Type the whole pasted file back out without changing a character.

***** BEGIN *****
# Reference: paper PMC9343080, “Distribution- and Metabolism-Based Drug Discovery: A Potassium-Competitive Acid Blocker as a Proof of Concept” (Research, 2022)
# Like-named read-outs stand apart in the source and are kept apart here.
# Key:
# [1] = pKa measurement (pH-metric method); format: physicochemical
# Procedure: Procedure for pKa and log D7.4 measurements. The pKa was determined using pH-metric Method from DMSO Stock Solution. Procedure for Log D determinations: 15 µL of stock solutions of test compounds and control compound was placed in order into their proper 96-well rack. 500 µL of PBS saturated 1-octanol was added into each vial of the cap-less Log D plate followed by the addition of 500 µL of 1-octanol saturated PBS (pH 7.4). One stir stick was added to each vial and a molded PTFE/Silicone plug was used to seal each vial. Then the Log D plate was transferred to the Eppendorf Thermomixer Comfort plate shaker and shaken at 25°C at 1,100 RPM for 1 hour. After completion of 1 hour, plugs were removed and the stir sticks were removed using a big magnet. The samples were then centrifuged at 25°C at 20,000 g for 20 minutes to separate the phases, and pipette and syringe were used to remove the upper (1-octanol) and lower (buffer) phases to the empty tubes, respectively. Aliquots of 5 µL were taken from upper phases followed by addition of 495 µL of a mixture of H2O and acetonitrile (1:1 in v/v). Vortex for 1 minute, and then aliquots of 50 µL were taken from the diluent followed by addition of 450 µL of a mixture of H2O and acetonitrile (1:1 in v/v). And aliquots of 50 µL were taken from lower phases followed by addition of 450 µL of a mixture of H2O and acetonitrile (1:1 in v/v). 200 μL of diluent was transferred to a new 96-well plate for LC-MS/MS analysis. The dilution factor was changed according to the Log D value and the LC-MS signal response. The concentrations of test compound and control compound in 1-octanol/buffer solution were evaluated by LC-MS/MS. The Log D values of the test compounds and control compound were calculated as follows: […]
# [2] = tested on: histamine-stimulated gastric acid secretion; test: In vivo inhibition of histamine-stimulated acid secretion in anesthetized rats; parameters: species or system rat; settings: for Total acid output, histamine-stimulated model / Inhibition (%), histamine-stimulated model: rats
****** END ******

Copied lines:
# Reference: paper PMC9343080, “Distribution- and Metabolism-Based Drug Discovery: A Potassium-Competitive Acid Blocker as a Proof of Concept” (Research, 2022)
# Like-named read-outs stand apart in the source and are kept apart here.
# Key:
# [1] = pKa measurement (pH-metric method); format: physicochemical
# Procedure: Procedure for pKa and log D7.4 measurements. The pKa was determined using pH-metric Method from DMSO Stock Solution. Procedure for Log D determinations: 15 µL of stock solutions of test compounds and control compound was placed in order into their proper 96-well rack. 500 µL of PBS saturated 1-octanol was added into each vial of the cap-less Log D plate followed by the addition of 500 µL of 1-octanol saturated PBS (pH 7.4). One stir stick was added to each vial and a molded PTFE/Silicone plug was used to seal each vial. Then the Log D plate was transferred to the Eppendorf Thermomixer Comfort plate shaker and shaken at 25°C at 1,100 RPM for 1 hour. After completion of 1 hour, plugs were removed and the stir sticks were removed using a big magnet. The samples were then centrifuged at 25°C at 20,000 g for 20 minutes to separate the phases, and pipette and syringe were used to remove the upper (1-octanol) and lower (buffer) phases to the empty tubes, respectively. Aliquots of 5 µL were taken from upper phases followed by addition of 495 µL of a mixture of H2O and acetonitrile (1:1 in v/v). Vortex for 1 minute, and then aliquots of 50 µL were taken from the diluent followed by addition of 450 µL of a mixture of H2O and acetonitrile (1:1 in v/v). And aliquots of 50 µL were taken from lower phases followed by addition of 450 µL of a mixture of H2O and acetonitrile (1:1 in v/v). 200 μL of diluent was transferred to a new 96-well plate for LC-MS/MS analysis. The dilution factor was changed according to the Log D value and the LC-MS signal response. The concentrations of test compound and control compound in 1-octanol/buffer solution were evaluated by LC-MS/MS. The Log D values of the test compounds and control compound were calculated as follows: […]
# [2] = tested on: histamine-stimulated gastric acid secretion; test: In vivo inhibition of histamine-stimulated acid secretion in anesthetized rats; parameters: species or system rat; settings: for Total acid output, histamine-stimulated model / Inhibition (%), histamine-stimulated model: rats